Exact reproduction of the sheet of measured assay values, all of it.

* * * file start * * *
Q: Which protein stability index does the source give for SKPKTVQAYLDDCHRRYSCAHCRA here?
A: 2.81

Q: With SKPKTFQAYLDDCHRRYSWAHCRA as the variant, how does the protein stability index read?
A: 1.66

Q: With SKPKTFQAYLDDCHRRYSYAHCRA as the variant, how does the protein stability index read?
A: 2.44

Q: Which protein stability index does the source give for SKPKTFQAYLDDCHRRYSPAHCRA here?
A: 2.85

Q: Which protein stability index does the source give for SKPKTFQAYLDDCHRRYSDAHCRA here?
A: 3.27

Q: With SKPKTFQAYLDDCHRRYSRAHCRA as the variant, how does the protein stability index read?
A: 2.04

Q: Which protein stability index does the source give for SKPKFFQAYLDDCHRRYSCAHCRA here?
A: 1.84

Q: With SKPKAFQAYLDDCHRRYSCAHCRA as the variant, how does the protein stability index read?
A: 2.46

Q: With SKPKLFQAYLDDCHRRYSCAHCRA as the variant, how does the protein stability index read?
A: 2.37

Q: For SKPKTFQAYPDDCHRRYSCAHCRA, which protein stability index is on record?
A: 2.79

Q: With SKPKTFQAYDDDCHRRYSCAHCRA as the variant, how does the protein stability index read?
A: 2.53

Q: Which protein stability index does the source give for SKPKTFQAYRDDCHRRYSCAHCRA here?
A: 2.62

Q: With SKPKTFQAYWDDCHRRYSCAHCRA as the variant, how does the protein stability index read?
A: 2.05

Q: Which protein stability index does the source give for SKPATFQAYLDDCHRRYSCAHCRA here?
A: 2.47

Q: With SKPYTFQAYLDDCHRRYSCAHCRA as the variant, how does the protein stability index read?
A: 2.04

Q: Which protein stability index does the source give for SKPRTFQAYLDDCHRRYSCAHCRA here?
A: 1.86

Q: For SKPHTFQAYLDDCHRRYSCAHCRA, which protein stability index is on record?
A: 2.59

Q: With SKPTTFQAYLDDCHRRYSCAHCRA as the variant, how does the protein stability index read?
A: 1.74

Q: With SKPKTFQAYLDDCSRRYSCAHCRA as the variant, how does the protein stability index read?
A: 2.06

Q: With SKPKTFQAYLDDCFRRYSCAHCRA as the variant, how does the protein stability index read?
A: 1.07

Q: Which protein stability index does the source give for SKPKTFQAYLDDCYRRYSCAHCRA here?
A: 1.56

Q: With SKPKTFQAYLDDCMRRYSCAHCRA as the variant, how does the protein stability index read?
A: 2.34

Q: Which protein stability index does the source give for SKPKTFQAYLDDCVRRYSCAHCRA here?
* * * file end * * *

Q: Which protein stability index does the source give for SKPKTVQAYLDDCHRRYSCAHCRA here?
A: 2.81

Q: With SKPKTFQAYLDDCHRRYSWAHCRA as the variant, how does the protein stability index read?
A: 1.66

Q: With SKPKTFQAYLDDCHRRYSYAHCRA as the variant, how does the protein stability index read?
A: 2.44

Q: Which protein stability index does the source give for SKPKTFQAYLDDCHRRYSPAHCRA here?
A: 2.85

Q: Which protein stability index does the source give for SKPKTFQAYLDDCHRRYSDAHCRA here?
A: 3.27

Q: With SKPKTFQAYLDDCHRRYSRAHCRA as the variant, how does the protein stability index read?
A: 2.04

Q: Which protein stability index does the source give for SKPKFFQAYLDDCHRRYSCAHCRA here?
A: 1.84

Q: With SKPKAFQAYLDDCHRRYSCAHCRA as the variant, how does the protein stability index read?
A: 2.46

Q: With SKPKLFQAYLDDCHRRYSCAHCRA as the variant, how does the protein stability index read?
A: 2.37

Q: For SKPKTFQAYPDDCHRRYSCAHCRA, which protein stability index is on record?
A: 2.79

Q: With SKPKTFQAYDDDCHRRYSCAHCRA as the variant, how does the protein stability index read?
A: 2.53

Q: Which protein stability index does the source give for SKPKTFQAYRDDCHRRYSCAHCRA here?
A: 2.62

Q: With SKPKTFQAYWDDCHRRYSCAHCRA as the variant, how does the protein stability index read?
A: 2.05

Q: Which protein stability index does the source give for SKPATFQAYLDDCHRRYSCAHCRA here?
A: 2.47

Q: With SKPYTFQAYLDDCHRRYSCAHCRA as the variant, how does the protein stability index read?
A: 2.04

Q: Which protein stability index does the source give for SKPRTFQAYLDDCHRRYSCAHCRA here?
A: 1.86

Q: For SKPHTFQAYLDDCHRRYSCAHCRA, which protein stability index is on record?
A: 2.59

Q: With SKPTTFQAYLDDCHRRYSCAHCRA as the variant, how does the protein stability index read?
A: 1.74

Q: With SKPKTFQAYLDDCSRRYSCAHCRA as the variant, how does the protein stability index read?
A: 2.06

Q: With SKPKTFQAYLDDCFRRYSCAHCRA as the variant, how does the protein stability index read?
A: 1.07

Q: Which protein stability index does the source give for SKPKTFQAYLDDCYRRYSCAHCRA here?
A: 1.56

Q: With SKPKTFQAYLDDCMRRYSCAHCRA as the variant, how does the protein stability index read?
A: 2.34

Q: Which protein stability index does the source give for SKPKTFQAYLDDCVRRYSCAHCRA here?